It's exciting that the internet has extended the reach of our writings and research around the globe. We recently became aware of a blog, Educational Designing World, created by Huong Dinh of Vietnam, in which the topic of metacognition—thinking about one's thinking—is featured.
Ms. Dinh has worked for GreenViet, a NGO in the field of saving biodiversity and combating the problems of climate change and global warming. She has taken a master's degree program at the University of Oulu, Finland, with a "Learning, Education, and Technology" major to further her goal of becoming an educational designer focusing on environmental issues.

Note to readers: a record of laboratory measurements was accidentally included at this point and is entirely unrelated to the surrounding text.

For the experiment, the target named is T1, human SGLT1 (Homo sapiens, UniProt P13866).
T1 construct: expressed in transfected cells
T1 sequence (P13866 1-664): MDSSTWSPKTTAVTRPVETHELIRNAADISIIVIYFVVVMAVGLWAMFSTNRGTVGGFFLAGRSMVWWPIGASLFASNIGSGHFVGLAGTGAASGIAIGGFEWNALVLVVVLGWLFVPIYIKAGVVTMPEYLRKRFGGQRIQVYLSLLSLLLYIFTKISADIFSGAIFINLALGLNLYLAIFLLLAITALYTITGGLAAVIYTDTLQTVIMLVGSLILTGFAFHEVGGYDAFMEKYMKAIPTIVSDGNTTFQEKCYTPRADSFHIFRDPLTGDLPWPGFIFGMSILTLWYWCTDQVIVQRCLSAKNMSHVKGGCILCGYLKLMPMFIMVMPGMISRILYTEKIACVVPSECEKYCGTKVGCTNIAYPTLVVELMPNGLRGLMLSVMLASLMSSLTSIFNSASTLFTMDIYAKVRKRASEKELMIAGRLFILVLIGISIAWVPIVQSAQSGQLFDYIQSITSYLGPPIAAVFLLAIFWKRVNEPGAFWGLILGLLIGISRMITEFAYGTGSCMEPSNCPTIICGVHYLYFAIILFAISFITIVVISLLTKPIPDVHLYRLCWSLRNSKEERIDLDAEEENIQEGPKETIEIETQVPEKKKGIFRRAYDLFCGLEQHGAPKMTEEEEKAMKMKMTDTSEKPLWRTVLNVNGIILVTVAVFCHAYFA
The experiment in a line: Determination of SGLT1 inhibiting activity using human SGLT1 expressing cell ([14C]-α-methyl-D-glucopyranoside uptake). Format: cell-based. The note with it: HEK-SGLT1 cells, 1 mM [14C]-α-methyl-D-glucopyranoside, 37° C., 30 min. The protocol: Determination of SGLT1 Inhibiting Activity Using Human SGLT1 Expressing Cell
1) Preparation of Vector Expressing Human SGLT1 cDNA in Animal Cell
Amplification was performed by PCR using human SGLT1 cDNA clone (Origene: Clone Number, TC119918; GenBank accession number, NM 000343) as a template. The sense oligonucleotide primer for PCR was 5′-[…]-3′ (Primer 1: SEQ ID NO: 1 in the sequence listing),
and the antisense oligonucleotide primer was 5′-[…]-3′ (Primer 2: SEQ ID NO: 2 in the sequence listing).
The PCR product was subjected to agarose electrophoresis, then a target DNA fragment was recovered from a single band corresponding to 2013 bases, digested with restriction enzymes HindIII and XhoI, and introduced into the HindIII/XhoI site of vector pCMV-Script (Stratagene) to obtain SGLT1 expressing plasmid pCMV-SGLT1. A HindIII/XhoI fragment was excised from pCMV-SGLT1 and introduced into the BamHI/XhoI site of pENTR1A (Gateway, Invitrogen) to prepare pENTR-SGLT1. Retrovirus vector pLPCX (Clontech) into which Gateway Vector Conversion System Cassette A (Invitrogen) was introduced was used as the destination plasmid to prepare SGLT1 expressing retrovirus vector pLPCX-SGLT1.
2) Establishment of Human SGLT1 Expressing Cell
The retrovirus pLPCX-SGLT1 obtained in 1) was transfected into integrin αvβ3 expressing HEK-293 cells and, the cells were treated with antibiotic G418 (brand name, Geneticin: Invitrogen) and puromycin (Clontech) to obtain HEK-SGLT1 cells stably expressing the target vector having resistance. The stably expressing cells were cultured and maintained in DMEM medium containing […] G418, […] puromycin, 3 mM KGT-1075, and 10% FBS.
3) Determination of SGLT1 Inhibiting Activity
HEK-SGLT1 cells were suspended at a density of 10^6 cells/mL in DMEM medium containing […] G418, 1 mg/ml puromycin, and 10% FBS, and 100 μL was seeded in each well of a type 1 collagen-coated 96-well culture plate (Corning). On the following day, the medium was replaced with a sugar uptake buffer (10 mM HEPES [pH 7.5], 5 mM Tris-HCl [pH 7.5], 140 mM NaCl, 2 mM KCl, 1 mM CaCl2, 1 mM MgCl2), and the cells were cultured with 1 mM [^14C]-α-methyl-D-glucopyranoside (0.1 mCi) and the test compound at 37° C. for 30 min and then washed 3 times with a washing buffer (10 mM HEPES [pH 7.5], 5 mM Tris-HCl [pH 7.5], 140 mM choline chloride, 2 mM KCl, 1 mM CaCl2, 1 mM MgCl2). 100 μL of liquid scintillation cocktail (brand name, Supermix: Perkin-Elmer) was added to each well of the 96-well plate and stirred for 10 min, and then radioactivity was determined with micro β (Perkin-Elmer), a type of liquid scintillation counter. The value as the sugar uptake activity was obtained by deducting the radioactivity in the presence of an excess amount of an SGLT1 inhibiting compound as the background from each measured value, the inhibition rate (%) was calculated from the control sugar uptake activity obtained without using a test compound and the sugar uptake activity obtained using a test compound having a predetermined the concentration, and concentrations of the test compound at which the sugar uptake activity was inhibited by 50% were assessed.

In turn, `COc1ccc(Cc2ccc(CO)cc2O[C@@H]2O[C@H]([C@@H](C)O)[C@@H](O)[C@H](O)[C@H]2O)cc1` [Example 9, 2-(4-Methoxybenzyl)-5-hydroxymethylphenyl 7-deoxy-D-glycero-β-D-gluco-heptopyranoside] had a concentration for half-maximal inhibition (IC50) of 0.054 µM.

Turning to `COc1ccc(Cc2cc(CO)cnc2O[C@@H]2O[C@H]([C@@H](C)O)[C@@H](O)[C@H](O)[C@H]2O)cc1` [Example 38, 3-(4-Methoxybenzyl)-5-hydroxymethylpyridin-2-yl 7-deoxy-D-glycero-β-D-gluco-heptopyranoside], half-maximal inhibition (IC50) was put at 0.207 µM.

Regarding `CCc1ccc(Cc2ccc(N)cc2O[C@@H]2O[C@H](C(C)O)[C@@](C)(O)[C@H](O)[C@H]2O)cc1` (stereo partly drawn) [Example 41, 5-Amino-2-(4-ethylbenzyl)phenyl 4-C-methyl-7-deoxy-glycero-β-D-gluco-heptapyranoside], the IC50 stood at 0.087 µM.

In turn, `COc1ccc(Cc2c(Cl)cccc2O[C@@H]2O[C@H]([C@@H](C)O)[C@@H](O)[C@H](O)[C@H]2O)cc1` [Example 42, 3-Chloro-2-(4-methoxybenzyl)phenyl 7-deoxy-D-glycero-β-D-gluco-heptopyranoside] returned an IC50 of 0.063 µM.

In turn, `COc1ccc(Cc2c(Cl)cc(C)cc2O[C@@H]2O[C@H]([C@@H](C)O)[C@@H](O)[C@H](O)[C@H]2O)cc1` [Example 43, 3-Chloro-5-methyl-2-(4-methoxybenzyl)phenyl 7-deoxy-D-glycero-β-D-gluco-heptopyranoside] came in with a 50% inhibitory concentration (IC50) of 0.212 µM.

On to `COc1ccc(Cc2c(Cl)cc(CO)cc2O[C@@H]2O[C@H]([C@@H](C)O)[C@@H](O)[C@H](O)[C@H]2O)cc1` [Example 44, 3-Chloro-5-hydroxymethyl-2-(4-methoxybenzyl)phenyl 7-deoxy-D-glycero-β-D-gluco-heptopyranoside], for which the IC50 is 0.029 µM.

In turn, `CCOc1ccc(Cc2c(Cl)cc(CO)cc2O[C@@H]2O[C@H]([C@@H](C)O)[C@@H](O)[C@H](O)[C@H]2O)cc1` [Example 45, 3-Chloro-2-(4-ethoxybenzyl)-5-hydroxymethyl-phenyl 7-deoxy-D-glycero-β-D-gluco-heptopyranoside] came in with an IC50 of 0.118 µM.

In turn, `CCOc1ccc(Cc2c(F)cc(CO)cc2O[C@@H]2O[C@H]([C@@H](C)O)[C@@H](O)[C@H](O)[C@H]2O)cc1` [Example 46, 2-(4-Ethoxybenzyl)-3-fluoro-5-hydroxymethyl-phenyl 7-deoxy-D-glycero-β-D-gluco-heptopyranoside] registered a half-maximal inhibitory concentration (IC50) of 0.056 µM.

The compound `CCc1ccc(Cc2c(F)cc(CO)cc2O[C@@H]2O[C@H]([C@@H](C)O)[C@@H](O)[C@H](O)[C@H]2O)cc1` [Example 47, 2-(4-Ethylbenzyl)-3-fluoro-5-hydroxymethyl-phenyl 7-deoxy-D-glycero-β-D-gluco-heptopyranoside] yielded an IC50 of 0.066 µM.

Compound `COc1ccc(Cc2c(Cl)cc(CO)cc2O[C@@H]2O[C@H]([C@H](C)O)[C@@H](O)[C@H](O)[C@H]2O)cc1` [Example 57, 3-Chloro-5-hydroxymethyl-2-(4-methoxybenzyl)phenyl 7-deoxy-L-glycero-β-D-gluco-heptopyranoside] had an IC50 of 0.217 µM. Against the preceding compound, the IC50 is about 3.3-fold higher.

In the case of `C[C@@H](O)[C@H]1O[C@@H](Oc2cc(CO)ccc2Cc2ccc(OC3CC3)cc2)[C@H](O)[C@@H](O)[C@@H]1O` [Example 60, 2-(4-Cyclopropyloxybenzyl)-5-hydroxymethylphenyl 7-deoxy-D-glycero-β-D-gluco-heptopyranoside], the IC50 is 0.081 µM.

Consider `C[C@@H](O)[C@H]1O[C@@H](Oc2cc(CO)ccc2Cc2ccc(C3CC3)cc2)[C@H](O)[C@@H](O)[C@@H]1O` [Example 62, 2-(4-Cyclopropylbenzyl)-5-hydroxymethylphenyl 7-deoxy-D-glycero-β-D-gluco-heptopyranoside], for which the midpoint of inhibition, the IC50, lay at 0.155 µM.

In exploring the benefits of metacognition and self-regulated learning, Ms. Dinh recounted how happy she was to discover that her habit of thinking about her own thinking processes actually had a name.
"Generally, it could be said that metacognition is one of the most powerful thinking tools—thinking about thinking—or the ability to think about your thoughts with the aim of improving learning," Ms. Dinh writes, then adds parenthetically: "And a metaphor that resonates with many students is that learning cognitive and metacognitive strategies offers them tools to 'drive their brains.'"
Ms. Dinh cites Marcus' and my Edutopia blog post, "Metacognition: The Gift That Keeps on Giving," as the origin of the "drive your brain" metaphor. You can read her blog post here and our post on metacognition at the Edutopia blog.